Time Will Tell
written by Meg L.


Rating: FRM
Spoilers: Post-Chosen.
Summary: A Giles/Faith friendship tale.
Author's Notes: For the Giles ficathon, recipient is soundingsea. Oddly enough though, turned out to be much more Faith-centric. Oops. Hope you enjoy nonetheless. Requests: Mention of Wesley, no fluff, no character bashing, angst.
Feedback Author: Meg L.
Author's LJ: Learn How To Speak


Some nights she dreamt of suffocation. Dust everywhere, Sunnydale crashing down around her. Dust creeping into her lungs, down her throat, clogging her nostrils, grit in her eyes and against her teeth. In her dreams the dust tasted metallic, foreign, unnatural. She would go blind from the dust in her eyes, her hands would become weighty and lost in the haze, as if they were no longer a part of her body. In these dreams, she always died. Before fading into blackness and waking up in tangled sheets, however, she would always see Buffy. She would hear her own words, far away and beautiful in their simplicity: “You did it. You killed me.”

Then Faith would fall.

Cheap hotels not unlike the one she had called her home in Sunnydale. Threadbare sheets, cold water, mini-fridges. Robin would sleep fitfully next to her, occasionally calling out her own name, or his mother’s. Neither of them slept well, not that it was to be expected. She would dream of death and suffocation, and he would dream of vengeance and loneliness. She knew it wouldn’t work out. It didn’t bother her. It was a warm body to wake up next to after gasping for breath. He would never wake up for her nightmares, however, and she never made a move to sooth any of his. They never talked about it. Had they talked, things would have changed. And there was already enough of that to go around.

Two weeks on the road, and the group of them had become quiet. She had watched Xander break down mid-breakfast. She had heard Dawn’s wracking sobs when she had realized her mother’s grave was no longer there, and seen Buffy’s red eyes every morning when she pretended to read the paper.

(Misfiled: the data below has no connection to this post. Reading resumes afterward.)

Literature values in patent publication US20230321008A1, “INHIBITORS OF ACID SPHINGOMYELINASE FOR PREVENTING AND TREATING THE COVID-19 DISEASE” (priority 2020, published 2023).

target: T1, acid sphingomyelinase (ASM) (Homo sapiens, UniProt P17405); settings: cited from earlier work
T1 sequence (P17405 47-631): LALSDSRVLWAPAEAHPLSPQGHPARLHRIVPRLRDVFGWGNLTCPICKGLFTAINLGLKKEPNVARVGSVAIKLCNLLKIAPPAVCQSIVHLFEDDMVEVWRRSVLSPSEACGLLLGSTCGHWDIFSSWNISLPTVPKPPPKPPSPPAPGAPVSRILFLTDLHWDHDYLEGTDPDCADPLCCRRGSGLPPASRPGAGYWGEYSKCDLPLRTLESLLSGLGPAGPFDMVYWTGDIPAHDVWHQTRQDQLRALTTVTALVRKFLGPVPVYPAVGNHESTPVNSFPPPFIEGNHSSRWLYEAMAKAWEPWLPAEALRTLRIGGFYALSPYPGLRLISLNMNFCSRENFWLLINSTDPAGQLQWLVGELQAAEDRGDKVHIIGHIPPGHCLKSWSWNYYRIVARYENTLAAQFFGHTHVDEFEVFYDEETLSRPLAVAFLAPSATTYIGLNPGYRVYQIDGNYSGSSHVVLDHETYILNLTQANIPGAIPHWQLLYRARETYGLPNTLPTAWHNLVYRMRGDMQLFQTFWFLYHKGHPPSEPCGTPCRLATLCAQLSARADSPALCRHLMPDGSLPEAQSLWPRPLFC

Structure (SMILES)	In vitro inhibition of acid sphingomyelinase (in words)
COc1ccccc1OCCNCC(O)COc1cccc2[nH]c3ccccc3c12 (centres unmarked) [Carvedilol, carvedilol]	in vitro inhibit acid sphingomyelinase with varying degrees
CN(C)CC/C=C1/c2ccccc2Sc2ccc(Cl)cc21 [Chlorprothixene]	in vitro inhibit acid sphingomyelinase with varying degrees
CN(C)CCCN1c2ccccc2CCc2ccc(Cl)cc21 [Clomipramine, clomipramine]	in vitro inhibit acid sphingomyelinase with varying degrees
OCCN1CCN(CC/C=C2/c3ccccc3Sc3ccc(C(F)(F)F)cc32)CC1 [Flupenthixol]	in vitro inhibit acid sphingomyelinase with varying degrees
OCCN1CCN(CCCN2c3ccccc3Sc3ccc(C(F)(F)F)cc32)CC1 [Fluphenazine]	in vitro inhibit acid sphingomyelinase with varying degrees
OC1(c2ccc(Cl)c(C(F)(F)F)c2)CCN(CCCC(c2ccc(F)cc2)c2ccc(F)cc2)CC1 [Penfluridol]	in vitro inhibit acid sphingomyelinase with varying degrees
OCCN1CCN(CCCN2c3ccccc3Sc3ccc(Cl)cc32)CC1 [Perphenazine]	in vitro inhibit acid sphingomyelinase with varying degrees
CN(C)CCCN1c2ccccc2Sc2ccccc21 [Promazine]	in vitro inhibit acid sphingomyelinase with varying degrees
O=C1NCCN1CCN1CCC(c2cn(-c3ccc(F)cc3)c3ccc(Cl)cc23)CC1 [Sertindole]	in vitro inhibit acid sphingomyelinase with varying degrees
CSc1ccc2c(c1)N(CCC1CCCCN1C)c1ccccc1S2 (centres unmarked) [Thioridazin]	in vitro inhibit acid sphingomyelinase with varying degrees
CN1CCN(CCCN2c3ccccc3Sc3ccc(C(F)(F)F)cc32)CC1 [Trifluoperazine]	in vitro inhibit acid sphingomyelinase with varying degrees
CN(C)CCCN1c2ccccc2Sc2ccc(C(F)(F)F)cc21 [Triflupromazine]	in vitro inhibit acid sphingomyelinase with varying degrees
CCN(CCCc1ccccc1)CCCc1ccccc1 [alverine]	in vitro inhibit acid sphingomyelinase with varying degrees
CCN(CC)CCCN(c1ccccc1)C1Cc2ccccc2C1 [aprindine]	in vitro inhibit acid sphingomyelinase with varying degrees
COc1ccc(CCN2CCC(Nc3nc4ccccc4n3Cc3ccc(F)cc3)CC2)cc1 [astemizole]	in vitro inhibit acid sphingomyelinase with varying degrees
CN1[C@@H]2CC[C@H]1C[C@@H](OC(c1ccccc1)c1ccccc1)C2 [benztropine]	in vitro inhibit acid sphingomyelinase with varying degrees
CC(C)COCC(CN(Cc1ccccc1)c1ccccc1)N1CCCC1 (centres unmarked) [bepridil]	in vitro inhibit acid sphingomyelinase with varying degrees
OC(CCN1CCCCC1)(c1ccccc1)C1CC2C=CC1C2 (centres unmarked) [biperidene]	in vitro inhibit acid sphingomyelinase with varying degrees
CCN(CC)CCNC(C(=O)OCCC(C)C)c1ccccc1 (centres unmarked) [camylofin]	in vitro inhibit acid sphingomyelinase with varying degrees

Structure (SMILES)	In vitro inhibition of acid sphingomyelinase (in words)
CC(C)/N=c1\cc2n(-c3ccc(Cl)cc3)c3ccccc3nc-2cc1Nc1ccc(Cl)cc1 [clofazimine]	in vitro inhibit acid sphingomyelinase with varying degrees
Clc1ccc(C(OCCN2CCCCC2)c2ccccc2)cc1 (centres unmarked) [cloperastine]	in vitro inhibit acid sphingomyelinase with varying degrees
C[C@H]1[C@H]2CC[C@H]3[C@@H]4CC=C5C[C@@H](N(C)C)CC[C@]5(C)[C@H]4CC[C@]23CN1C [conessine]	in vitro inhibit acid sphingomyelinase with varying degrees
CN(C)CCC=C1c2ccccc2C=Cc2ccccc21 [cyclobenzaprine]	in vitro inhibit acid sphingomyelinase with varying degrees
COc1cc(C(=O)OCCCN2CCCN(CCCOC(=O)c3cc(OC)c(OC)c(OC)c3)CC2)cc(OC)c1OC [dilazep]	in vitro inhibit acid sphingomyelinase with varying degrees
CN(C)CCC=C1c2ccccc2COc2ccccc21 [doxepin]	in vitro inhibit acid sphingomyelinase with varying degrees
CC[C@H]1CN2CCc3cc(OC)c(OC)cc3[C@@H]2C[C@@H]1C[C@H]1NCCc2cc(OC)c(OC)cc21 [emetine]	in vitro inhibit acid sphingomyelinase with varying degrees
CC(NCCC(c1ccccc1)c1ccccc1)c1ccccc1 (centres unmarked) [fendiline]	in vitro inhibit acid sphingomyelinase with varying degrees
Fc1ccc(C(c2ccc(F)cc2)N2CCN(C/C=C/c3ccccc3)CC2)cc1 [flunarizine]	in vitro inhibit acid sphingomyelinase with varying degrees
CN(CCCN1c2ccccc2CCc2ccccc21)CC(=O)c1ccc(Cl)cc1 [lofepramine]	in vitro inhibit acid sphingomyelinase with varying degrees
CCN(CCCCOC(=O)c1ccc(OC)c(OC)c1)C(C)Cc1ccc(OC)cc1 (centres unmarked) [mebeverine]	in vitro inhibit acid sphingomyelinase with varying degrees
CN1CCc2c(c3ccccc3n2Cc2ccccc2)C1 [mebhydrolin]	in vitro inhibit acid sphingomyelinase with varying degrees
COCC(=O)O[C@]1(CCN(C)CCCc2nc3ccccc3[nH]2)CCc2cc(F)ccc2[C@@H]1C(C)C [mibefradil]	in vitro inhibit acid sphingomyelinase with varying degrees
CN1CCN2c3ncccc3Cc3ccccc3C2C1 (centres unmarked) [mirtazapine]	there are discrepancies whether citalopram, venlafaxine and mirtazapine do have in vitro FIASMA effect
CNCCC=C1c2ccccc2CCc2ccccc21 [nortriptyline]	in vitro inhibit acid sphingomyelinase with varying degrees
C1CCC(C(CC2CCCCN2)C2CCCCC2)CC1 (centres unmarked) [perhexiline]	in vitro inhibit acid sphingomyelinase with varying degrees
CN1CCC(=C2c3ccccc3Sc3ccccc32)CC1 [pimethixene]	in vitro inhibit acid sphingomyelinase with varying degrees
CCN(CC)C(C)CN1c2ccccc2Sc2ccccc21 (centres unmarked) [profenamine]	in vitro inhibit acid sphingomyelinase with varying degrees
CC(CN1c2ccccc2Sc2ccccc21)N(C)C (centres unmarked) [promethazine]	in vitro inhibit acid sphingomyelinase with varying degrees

The worst was Giles. Lost in this cross-country tour, he had been shuffled once again to the background. And while he would occasionally make noise about going back to England or about training, for the most part he was silent. More quiet than the rest. And while he certainly had never exactly competed for attention like the rest of them had, she knew something was up. The rest of them were to self-involved to notice. She resolved to say something to Giles soon. Of course, she was caught up in her own affairs, with Robin, holding him while he recited stories about his mother by rote. Hollow words that meant nothing to either of them. Faith was nothing if not a good actress.

She had her chance a few nights later, lost somewhere in a middle state. She never bothered to find out where they were, while Andrew and Robin argued over which highway to take she fell asleep to the rhythmic lullaby of a slightly flat tire. They had finally given up, booked up half a motel, and retreated to their separate rooms. But out here, the sky was so clear that she had gone for a walk while Robin had poured over his maps, spread across their barely-shared bed.

She found him at the picnic tables, decayed from summer sun and inclement weather. She wondered if the dust from Sunnydale had followed him as well, blocking his lungs like it did hers. She wondered if he had problems breathing at night like she did. She wondered who his nightmares were about, if it was Anya or Spike or someone who had been lost to him long ago.

“Nice night,” she ventured. Voice like a gunshot, cracked and shattering every bone in his body. He didn’t turn.

“Indeed.”

“You’ve been pretty quiet lately. No big prophecies you’ve been hiding from us?”